-Op-Ed by Alan Grayson
March 12, 2011- On May 4, 1886, in Haymarket Square in Chicago, the public rallied peacefully in support of 40,000 workers in Chicago who had gone on strike, to win the right to organize. The police attacked, and eight died.
On July 6, 1892, in Homestead, Pennsylvania, 3800 workers went on strike, to win the right to organize. Three hundred hired and armed goons attacked them. Five people died.
On April 20, 1914, in Ludlow, Colorado, 1200 coal miners went on strike, to win the right to organize. The Colorado National Guard attacked their shantytown, and burned it to the ground. Nineteen people died. Two women and 11 children were asphyxiated, and they burned to death.
Here and around the world, many people have fought and died, so that you and I would have the right to organize.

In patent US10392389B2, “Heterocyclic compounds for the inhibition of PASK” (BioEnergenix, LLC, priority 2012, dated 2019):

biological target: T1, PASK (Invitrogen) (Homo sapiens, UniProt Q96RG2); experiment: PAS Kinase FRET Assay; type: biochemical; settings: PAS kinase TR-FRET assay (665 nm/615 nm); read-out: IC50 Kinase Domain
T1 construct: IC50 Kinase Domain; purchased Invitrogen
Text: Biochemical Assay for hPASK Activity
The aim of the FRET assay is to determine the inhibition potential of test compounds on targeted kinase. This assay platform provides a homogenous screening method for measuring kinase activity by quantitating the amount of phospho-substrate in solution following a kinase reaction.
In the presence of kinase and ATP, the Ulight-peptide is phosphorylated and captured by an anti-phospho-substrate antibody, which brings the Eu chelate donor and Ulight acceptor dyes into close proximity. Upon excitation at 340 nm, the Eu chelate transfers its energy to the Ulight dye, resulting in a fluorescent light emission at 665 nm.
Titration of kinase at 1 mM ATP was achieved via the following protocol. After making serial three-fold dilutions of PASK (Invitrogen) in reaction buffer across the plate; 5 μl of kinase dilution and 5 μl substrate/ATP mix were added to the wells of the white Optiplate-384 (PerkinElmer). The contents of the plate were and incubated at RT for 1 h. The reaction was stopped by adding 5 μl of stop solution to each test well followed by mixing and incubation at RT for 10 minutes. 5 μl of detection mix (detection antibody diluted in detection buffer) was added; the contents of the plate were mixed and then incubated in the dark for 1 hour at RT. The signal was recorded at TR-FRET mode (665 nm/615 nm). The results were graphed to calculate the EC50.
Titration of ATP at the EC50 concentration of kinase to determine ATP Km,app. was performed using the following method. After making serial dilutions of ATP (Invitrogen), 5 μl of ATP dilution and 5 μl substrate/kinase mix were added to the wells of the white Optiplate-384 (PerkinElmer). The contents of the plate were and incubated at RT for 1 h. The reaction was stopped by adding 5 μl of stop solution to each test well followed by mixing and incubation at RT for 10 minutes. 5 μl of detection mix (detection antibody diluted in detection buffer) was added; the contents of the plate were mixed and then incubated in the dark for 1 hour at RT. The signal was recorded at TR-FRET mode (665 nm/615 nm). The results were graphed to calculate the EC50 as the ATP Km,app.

And so that 250,000 public workers in Wisconsin would have that right, too.
This is not exactly a new idea. Six months after the Ludlow Massacre, President Wilson signed the Clayton Act, prohibiting the prosecution of union members under Antitrust Law. That was almost a century ago.
Two decades later, during the Franklin Roosevelt's first term as president, he signed the National Labor Relations Act into law. It protects the right to organize. That was over 75 years ago.
The right to organize also is a fundamental principle of international law. Over 150 countries have ratified the "Right to Organize" Convention, an international treaty. It was adopted in 1949, over 60 years ago.
So why are we even talking about this, 11 years into the 21st century?